The composite pump shaft comprisesin addition to the corrosion-resistant, wear-resistant section which enters the pump proper a section which is readily machined giving the desired bearing surface, thrust collar and mounting for the driving element of the shaft.
yWhere desired, asA where an auxiliary device such as an electric generator is drivenfby the pump a section of shaft is extended beyond the pump. This section may be of mild steel or special alloy steel gather than a corrosion-re- 5 sistant iron or steel. For example, referring to the drawing, a generator (not shown) is coupled to the pump shaft 15 by way of a suitable coupling device 25 fastened to shaft I5 in any suitable manner, as by a bolt 2B passing through a hole portion i5i provided in shaft I5 and engaging coupling 25. Where the savings in the cost of the corrosion-resistant iron or steel is warranted the section Iii-of shaft l is made of mild-steel or alloy steel, `butt-welded as at 5 iik to the corrosion-resistant portion of the shaft.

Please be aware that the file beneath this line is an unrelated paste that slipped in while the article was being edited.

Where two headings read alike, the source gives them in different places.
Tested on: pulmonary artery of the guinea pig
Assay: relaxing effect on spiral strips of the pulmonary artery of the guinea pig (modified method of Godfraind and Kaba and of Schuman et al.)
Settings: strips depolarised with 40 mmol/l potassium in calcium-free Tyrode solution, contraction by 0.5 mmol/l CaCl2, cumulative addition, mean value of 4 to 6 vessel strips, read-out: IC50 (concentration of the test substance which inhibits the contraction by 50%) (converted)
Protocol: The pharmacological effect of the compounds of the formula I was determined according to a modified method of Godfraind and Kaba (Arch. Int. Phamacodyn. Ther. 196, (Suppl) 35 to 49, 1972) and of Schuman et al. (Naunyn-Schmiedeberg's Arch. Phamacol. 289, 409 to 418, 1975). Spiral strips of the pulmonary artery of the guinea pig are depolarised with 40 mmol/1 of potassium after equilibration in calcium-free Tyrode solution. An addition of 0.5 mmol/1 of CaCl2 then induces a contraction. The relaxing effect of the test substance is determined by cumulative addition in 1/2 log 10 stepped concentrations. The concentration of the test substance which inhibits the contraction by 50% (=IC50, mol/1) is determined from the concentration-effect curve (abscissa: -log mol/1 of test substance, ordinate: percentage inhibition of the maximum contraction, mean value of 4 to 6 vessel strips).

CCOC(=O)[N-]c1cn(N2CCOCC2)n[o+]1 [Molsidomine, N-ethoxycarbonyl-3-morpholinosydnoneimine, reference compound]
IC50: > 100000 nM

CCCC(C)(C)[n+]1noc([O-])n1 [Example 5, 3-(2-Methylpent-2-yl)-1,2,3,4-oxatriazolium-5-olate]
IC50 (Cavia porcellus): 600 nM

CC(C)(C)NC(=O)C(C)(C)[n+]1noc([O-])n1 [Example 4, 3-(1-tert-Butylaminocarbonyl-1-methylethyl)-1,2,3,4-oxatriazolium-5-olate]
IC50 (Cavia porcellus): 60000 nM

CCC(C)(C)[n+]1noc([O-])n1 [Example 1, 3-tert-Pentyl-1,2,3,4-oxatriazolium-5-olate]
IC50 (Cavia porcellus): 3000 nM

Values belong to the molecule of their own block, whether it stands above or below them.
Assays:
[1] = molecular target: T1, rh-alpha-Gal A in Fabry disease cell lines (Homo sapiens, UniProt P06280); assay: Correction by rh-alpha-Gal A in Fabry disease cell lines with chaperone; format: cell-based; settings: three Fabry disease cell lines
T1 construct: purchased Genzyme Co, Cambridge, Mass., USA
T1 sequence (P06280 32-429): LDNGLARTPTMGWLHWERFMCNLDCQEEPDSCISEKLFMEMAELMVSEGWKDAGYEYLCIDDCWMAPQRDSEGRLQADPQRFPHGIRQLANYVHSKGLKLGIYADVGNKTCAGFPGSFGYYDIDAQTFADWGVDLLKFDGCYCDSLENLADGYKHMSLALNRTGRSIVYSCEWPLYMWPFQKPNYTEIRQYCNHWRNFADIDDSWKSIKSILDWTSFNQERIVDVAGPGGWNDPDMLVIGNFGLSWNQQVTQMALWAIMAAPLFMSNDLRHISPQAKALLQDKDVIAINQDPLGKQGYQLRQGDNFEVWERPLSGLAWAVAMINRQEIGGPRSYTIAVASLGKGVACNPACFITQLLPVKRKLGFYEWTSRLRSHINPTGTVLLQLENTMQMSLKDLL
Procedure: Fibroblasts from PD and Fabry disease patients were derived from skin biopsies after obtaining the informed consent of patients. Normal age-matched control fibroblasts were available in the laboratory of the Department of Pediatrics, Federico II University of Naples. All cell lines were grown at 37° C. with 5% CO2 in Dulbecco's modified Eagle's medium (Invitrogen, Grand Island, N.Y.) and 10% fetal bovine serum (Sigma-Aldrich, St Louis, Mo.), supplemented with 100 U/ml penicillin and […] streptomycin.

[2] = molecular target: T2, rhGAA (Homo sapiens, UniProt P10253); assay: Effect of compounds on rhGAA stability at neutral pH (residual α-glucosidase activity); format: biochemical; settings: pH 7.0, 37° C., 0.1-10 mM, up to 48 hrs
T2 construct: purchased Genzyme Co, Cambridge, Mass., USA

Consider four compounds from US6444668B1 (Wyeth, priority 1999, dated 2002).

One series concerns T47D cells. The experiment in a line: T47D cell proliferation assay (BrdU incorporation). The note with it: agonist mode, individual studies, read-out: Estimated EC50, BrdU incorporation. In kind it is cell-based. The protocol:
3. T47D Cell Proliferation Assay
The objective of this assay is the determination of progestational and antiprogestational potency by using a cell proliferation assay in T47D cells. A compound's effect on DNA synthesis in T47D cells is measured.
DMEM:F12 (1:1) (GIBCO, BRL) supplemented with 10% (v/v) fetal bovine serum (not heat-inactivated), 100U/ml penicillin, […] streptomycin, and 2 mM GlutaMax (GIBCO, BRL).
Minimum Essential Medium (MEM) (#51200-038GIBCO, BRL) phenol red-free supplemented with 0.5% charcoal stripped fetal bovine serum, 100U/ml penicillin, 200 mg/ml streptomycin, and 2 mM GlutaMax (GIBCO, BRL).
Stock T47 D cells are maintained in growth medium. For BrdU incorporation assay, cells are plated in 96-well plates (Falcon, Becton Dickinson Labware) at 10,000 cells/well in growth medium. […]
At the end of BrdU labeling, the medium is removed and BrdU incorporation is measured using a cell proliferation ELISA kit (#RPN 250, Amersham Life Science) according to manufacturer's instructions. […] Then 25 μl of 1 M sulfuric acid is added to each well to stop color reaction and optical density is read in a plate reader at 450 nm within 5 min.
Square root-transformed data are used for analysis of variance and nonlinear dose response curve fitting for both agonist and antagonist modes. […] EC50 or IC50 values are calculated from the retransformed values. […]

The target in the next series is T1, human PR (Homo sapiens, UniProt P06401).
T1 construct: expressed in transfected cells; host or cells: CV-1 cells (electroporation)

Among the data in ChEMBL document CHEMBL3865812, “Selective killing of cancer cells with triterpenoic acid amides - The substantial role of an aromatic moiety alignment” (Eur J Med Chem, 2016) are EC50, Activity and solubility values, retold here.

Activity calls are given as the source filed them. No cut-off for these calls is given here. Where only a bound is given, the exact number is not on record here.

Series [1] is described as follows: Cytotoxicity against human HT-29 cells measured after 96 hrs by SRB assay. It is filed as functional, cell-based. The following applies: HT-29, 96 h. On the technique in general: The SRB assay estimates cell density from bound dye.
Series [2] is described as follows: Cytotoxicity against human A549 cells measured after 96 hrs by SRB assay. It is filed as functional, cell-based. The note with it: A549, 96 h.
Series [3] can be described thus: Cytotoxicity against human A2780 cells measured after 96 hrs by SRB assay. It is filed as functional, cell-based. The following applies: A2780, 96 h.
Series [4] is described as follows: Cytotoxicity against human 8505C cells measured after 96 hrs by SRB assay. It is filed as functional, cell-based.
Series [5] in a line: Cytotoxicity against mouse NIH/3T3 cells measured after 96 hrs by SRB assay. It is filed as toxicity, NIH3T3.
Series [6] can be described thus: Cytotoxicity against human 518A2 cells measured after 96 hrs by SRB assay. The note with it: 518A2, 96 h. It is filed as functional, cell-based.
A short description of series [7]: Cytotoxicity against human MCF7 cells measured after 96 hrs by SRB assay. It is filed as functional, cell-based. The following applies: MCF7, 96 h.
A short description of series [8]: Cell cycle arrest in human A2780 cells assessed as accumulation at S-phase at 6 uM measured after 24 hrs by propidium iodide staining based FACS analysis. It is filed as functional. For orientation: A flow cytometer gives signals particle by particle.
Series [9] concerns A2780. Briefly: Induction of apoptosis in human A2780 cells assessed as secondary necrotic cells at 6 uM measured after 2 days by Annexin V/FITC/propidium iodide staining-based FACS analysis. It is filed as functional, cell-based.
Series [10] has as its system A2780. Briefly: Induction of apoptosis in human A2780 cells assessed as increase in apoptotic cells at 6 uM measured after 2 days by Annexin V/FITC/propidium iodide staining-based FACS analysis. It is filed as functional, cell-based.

It will be understood thatl thel desirability 4of employing mild steel or alloy steel 'for this endportion lof the shaft is determined by the relative `co of corrosionresistantf steel and mild o steel as compared with the cost of making this additional weld.
Thusit will be seen that there has b'eeniprovided in`this` invention a iiuid pump and method to -30 per cent chromium, 0 per cent to 20 per comprising an intermediate ru'stless iron section practical use, with a minimumof leakage, adjustment and repair. It will be further seen that the pump readily lends itself to emcient and economical production at a minimum of increased cost over heretofore known and/or used generall 5 duty pumps of the class indicated and atfmuch less cost thanl heretofore known and/or used special pumps of the character indicated.